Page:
Continuing along a similar vein, Tang Ting-Ting’s duet, Reflection, was fast-paced, punchy and unrelenting. Tang and Du create a dark, shadowy atmosphere in which their intense relationship swings between passion and violence. He pulls her around by her long hair, catching her as she falls backwards into his grasp and never allowing her far from his reach. Yet she seems to revel in this connection, pulling her own hair in his absence. They share a quick angular duet on the floor, echoing one another’s movements while casting misshapen shadows. A large projection in black and white on the back wall further explores the power balance between the two dancers, her hands becoming his hands on her face, gradually melding with his face and finally zooming in on his lingering defiant gaze.
Liu Yin-Tao’s playful, swinging Fade Away and Jin Xiao-Lin’s sombre Where each contained aesthetically pleasing moments – particularly the unpacking and re-stacking of a set of chair frames like Russian dolls in Where. However, I felt the strongest emotions emerge from the two solo works of the evening.
Adiya’s Everywhere opens as he pats a cloud of white dust from his dirty clothing in a pool of light. Just as the smoky plume settles, he reemerges from the shadows to draw patterns on the dusty floor. Everywhere is extremely touching in its almost Sisyphean spiraling movement, Adiya falling to the dusty floor time and again, often seeming catatonic with despair and unable to rouse himself, only to rise and pat off the dust once more. It is as though the repetitive circular motion leads him away from his sadness and back to it interminably, sobs wracking his body between moments of strength. The piece is beautifully framed by an expanding circle of light that retracts and finally encloses him in darkness.
Similarly shrouded in sadness, Liu Ying’s Untouchable is sensitive and thoroughly human. Liu’s long expressive limbs contain a delicacy that enables her to appear almost weightless, yet the emotions she communicates kept her fully grounded in reality. The shiver of her spine and the shake of her back as she lies foetal on the floor convey a deep sadness that is quickly brushed aside by the shake of her head. Her fleeting emotions are almost childlike; she flips onto her stomach, cocks her head and her feet swing up in boredom. Looking ethereal in a floating white dress, Liu’s simple movements somehow get right to the core complexity of being human. Untouchable is a truly beautiful four minutes.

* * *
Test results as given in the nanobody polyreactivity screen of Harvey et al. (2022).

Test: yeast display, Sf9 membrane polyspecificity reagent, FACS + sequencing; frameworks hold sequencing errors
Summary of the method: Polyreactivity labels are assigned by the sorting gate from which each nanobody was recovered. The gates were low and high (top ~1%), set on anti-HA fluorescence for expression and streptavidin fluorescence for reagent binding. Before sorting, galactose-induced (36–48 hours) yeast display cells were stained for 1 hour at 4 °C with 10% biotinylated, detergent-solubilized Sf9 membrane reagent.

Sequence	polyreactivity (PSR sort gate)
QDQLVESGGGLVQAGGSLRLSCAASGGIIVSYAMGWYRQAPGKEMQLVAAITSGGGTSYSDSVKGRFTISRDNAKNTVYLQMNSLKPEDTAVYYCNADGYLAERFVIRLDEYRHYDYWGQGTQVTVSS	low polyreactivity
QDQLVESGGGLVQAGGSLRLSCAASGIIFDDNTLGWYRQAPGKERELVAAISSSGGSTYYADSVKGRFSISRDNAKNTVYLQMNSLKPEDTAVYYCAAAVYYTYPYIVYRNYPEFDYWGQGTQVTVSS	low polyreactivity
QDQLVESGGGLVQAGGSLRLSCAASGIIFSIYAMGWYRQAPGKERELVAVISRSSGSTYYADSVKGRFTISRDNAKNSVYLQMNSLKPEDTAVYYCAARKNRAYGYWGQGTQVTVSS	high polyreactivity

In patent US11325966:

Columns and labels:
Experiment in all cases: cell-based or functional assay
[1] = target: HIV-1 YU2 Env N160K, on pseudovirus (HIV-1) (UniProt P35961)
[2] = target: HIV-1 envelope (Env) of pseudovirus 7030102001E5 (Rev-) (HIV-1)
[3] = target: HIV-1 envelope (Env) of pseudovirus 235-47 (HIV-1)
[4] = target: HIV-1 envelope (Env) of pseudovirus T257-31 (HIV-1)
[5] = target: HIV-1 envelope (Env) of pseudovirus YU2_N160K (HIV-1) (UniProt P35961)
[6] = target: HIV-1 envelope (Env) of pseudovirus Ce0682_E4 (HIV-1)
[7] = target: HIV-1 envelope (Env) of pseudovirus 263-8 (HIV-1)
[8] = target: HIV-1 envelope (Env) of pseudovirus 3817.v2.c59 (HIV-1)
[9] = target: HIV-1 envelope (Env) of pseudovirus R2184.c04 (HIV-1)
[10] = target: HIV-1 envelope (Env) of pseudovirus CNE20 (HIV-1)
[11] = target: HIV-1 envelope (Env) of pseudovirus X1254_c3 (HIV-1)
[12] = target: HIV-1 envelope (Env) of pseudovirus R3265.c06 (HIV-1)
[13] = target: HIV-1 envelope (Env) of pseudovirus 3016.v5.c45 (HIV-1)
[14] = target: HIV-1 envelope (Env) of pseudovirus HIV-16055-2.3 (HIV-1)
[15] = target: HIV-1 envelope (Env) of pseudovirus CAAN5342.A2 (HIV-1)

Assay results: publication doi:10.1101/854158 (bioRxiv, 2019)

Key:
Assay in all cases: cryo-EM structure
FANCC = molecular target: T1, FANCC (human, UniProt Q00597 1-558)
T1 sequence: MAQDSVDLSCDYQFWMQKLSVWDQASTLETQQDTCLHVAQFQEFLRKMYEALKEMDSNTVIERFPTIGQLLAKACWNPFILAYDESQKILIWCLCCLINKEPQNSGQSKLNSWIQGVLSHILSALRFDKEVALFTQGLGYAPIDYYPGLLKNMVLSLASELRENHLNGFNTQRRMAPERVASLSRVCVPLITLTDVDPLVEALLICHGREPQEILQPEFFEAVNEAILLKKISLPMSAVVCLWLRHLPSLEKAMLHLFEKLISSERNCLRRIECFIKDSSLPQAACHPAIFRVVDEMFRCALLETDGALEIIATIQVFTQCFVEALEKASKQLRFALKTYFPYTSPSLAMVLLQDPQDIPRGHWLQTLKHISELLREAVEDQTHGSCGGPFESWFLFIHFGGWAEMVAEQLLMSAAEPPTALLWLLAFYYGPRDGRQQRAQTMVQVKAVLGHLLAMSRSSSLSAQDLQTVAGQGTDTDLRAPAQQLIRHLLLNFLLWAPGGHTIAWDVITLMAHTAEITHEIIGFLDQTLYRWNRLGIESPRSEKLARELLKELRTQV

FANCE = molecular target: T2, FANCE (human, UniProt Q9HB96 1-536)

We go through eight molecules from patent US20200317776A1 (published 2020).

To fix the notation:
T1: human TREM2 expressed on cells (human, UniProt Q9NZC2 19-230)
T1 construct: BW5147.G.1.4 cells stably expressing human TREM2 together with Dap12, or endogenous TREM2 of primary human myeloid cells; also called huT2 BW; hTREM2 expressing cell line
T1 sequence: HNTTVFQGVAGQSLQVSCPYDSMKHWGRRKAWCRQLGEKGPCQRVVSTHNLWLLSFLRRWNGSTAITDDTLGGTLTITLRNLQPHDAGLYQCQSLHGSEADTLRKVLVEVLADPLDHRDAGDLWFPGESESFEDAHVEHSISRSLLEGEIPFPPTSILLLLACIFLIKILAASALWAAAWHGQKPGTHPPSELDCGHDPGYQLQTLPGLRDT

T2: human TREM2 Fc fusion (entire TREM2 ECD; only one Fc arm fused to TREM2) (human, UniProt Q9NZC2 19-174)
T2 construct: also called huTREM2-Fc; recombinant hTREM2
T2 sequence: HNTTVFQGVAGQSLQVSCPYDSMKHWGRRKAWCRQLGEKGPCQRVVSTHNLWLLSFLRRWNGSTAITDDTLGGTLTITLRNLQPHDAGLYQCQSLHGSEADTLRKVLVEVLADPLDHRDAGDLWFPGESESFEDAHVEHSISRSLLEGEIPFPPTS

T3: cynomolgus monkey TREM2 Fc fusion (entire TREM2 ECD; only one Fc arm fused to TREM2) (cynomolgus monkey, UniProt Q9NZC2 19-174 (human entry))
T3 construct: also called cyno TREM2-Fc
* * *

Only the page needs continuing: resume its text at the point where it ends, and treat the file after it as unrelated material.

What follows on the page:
After the wide array of new works choreographed by the LDTX dancers, a revival of First Ritual by Li Han-Zhong and Ma Bo seemed a strange choice for the evening’s finale. While the interesting movement vocabulary was handled well by the dancers, the sensitivity of the previous pieces dissipated with the harsh, booming voiceover and elaborate costume design of this larger group piece. Compelling themes surrounding ritual, identity and mob mentality emerge through dynamic visual effects – bowls of clear water turning bright colours; a suspended empty traditional coat swung wildly around – but I couldn’t help thinking that this loud, dramatic work had best stand alone. The purpose of this arrangement, though, was to showcase the work before LDTX take First Ritual to the Macau Arts Festival in May.
Once again, the LDTX dancers stunned and amazed the audience at their studios in Southeast Beijing (yet more of my students among them). Their Spring Equinox programme was packed full of mature, sensitive and interesting works by the dancers-turned-choreographers, whose work I hope will be seen at larger events in future.